Charles Baxter has been writing quirky unforgettable characters for many years, more often in short stories than longer fiction, so this sixth novel, the first in a long time, is most welcome. I’m happy to report he is in fine form – an eccentric cast of characters trying to ground themselves in challenging times and in uncertain relationships. The novel asks the reader to observe closely, to read between the lines and peer into the shadows, in order to place ourselves right along side the action as the cast searches for truths, or at least, a sense of order.
And, given the strange times we live in, and the sense of displacement and disconnection rampant, the novel could not fit what ails us more. Thankfully, there is hopefulness in the strangeness.
Like a spool of yarn, of many colors, the novel reveals in strands, a bit at a time, and takes the reader along, although I cannot give you a plot or even a meaningful summary: it’s just seekers of truths, meeting in strange ways, colliding, in effect, and then rolling along to an undefined destination, unravelling further as they go.
With his backpack, shabby sweater, jeans, and running shoes, he fit right in. He began to talk to himself in a low, eloquent mutter. As his money dwindled and his credit cards maxed out, he considered his situation dispassionately, as if his life were being lived by someone else. He felt himself expanding into invisibility. Soon, he imagined, no one would be able to see him at all. He would just fade away and vanish before taking up occupancy in the spirit world where he would be as unwelcome as he was here.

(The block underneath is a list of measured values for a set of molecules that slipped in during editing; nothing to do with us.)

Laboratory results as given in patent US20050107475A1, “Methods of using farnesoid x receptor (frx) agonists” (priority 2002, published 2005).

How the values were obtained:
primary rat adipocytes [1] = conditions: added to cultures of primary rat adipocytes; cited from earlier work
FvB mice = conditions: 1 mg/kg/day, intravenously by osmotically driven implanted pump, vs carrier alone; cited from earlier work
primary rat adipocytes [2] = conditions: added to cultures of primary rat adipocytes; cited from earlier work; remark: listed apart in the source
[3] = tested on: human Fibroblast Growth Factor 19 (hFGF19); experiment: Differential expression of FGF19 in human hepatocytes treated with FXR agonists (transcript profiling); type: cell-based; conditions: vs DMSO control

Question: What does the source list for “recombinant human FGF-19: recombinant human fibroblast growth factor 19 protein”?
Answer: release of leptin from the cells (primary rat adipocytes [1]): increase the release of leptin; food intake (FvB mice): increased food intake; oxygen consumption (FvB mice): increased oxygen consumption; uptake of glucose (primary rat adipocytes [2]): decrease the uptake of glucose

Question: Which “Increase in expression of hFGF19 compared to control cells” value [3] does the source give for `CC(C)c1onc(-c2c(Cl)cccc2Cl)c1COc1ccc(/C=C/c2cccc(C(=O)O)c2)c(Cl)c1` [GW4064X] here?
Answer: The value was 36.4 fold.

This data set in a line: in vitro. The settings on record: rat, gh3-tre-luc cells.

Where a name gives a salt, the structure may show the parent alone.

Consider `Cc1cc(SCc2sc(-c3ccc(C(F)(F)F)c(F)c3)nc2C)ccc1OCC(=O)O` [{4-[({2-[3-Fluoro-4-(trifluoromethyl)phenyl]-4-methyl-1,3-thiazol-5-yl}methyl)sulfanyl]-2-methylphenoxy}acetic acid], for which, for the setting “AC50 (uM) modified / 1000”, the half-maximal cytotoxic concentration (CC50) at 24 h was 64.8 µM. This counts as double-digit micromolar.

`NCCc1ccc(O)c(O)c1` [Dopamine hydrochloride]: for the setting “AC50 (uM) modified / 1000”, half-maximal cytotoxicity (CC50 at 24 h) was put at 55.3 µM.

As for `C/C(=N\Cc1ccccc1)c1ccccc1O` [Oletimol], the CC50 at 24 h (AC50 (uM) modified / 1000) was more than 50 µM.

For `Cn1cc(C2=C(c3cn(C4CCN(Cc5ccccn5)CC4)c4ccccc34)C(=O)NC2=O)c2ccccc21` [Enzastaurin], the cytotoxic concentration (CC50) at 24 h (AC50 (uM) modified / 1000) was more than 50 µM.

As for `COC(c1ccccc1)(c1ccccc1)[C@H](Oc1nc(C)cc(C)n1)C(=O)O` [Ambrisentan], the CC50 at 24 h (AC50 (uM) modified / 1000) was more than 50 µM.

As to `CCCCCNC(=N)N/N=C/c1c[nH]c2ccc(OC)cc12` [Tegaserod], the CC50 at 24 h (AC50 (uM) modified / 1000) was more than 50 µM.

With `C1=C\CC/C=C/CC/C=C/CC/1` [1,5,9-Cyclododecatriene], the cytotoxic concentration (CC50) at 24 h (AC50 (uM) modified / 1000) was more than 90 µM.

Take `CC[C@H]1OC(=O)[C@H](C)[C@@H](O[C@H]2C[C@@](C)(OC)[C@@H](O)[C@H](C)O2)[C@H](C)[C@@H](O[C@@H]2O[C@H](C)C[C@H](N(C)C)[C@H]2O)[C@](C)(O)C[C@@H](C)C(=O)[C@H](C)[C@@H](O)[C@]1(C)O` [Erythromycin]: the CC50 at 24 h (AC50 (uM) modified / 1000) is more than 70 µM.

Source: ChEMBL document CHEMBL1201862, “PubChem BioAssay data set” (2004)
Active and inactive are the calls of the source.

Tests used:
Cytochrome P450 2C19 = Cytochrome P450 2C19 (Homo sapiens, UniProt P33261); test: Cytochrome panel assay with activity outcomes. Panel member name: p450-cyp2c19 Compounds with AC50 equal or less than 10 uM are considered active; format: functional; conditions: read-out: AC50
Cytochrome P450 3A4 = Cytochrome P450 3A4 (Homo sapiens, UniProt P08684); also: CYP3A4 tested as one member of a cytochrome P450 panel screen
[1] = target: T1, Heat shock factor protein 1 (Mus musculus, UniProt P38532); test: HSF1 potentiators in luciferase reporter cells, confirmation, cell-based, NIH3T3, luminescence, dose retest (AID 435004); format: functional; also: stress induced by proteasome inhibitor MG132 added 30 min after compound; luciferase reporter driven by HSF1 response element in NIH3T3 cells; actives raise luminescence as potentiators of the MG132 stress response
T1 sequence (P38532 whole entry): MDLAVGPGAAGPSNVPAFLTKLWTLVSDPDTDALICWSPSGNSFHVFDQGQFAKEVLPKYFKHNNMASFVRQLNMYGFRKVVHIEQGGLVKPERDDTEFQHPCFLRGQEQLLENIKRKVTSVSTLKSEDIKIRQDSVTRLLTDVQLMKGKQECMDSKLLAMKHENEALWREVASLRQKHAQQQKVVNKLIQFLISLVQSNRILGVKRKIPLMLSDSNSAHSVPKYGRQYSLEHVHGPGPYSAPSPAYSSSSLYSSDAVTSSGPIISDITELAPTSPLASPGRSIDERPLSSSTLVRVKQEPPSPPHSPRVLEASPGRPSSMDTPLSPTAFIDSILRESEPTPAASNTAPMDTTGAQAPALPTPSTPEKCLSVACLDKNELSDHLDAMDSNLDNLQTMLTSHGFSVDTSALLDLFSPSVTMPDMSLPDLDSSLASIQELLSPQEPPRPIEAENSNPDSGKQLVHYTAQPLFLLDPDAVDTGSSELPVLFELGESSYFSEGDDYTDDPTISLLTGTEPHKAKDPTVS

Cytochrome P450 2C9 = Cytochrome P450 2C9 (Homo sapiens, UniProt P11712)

An aging couple searching for their missing adult son, a former actor. A group of retirees who take their walks at the mall. An oddball young woman taking a weird hallucinogenic and her bully lover who may or may be a domestic terrorist. An activist group supposedly helping the poor and the needy, but under the auspices of a shadowy figure who may or may not exist. Another sort-of collective called Sandmen who target street dwellers. And, a Trump-like President and Cabinet perpetuating a philosophy reminiscent of Ayn Rand’s Objectivism, for whom “charity is a sin... because it encouraged losers.” Oh my.
It’s not magical realism, although sometimes it feels that way. It’s not science-fiction, although it could be. It takes place in Minneapolis, Baxter’s personal home and favored landscape, so the just-plain-folk setting is a stark contrast to the idiosyncratic cast and ever-so-gently fantastical underpinnings. It all works.
We were younger then. We believed everything. We thought love could save the world... But I don’t believe movies anymore. I don’t believe in them, and I don’t believe their stories. They don’t seem real to me – just fantasy. Robots in space? Superheroes? Characters who look like Cary Grant? The only person who ever looked like Cary Grant was Cary Grants. Fantasy. And novels. All of it. It all looks made up now. Bunch of imaginary puppets on strings, dancing around. When did we lost our grip on reality?
There is a subtle lampooning of our current political climate which provides some insight into the otherwise murky plot and underneath the surface of all is deeply held belief, grief, anger, fear and hope. He’s a most unusual writer and this is a most unusual novel, so if you’re looking for the different, read THE SUN COLLECTIVE. Stranger than even the news and infinitely more fun.